Battle Beats


Here is my third installment presenting the history of drummer boys. You may recall I posted two detailed articles about drummers during the Revolutionary War (see as well as the plight of the drummer boy (see during wartime. Today I would like to take a brief look at two drummers who served during the American Civil War, one white and one African American. As a historian with five published Civil War books and one Civil War documentary film to my credit, I have a special affinity for this period. Most sources that I have found present an anonymous look at the drummer boy’s contributions. They are usually filled with generalizations due to the fact there is a limited amount of references on specific drummers. That said there is more recorded material on drummers during this war than any other. After some digging I managed to find two photos that contained complimentary data that tells the story of each one.

According to Glenn Williams, a senior historian at the U.S. Army Center of Military History, “Drummer boys signaled everything from chow time to formation to pay to time to charge the enemy. Drummers and other musicians like fifers and buglers were the radio operators of their day. For much of military history, this was the most effective way for commanders to relay their orders to hundreds or even thousands of troops on the battlefield. They also used to intimidate the enemy. Before the actual battle began, it wasn’t unusual for fifes and drums to march out in front of the regiment and play a tune before they fell in with their companies and maybe intimidate the enemy a little bit.”

Williams adds that, “Civil War drummers were on average about 18 years old. In fact, the Union Army tightened restrictions on age limits during the war, but there were still notable exceptions like Charles “Charley” King, who, at the age of 13, earned the somewhat dubious distinction of becoming the youngest soldier killed during the Civil War after he was mortally wounded during the Battle of Antietam, Md. Although King, who served in Company F, 49th Pennsylvania Infantry, was assigned to the rear to help with the wounded during the battle, a Confederate shell overshot the lines and struck him. He died three days later.”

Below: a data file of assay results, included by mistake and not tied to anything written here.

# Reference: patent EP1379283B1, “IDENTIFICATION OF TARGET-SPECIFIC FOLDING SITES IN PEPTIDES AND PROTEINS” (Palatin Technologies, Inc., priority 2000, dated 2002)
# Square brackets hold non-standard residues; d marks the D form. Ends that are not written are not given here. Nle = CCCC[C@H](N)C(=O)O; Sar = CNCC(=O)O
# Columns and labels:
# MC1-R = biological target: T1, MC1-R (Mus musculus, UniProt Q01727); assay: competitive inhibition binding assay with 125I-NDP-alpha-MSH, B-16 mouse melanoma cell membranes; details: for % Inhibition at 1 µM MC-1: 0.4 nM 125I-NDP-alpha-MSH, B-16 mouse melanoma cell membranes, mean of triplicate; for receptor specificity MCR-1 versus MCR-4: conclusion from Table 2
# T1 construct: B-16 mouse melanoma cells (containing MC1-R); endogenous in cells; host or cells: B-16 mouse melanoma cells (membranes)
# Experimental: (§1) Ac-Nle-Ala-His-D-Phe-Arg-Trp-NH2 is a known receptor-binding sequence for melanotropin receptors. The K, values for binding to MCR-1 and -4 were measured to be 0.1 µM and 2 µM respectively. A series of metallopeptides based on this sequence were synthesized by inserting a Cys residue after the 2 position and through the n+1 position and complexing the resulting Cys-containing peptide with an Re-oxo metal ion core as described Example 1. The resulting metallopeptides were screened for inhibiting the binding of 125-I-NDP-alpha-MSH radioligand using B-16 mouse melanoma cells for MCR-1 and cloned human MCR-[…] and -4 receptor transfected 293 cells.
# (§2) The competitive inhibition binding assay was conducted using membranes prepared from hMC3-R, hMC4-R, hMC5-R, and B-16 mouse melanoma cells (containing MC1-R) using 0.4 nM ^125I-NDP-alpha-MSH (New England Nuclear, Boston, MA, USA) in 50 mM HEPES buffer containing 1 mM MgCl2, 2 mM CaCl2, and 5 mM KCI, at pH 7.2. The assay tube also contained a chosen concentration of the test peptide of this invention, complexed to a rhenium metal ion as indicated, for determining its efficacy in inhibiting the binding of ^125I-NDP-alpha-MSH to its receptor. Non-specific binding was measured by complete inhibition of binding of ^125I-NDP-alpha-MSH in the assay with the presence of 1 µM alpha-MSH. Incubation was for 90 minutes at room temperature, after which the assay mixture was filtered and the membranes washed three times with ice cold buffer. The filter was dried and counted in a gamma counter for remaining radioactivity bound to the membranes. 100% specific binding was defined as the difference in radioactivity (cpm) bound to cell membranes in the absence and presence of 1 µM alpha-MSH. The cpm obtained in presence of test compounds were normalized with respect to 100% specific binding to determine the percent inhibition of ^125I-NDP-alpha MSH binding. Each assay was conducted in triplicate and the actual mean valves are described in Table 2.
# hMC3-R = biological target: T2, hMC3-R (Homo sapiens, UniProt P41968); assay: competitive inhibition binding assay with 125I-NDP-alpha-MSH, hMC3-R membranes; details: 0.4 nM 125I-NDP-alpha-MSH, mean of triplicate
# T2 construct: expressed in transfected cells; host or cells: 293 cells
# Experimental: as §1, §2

Here are two young drummer boys that served with distinction during the American Civil War:


LEFT: Robert Henry Hendershot, the “Drummer Boy of the Rappahannock,” poses with his drum during the Civil War. Hendershot enlisted in Company B, 9th Michigan Infantry in March 1862, and was taken prisoner that July at the Battle of Stones River. After his release, he joined the 8th Michigan Infantry, although he suffered from regular seizures. While awaiting discharge for epilepsy, Hendershot claimed to have helped pushed off the first boat and then clung to the gunwale as the 7th Michigan Infantry crossed the Rappahannock River to Fredericksburg under heavy fire, Dec. 11, 1862. (Photo courtesy of the U.S. Army Heritage and Education Center)

RIGHT: A drummer boy named Jackson poses for a portrait during the Civil War. Jackson is believed to be a freed or escaped slave who joined the 79th Infantry Regiment – U.S. Colored Troops, an all-black unit assigned to Kansas and Arkansas during the war that incurred heavy casualties. As a drummer, Jackson would have used up to 40 different beats to convey his commander’s orders to assemble for formation. He, like many other drummers also served as a stretcher bearer. (Photo courtesy of the U.S. Army Heritage and Education Center)

Here is another image of Hendershot (RIGHT), taken in 1865 at Matthew Brady’s studio, most likely done after the end of hostilities and a close-up (LEFT) of a Confederate drummer boy. Photos of southern drummers are rare.


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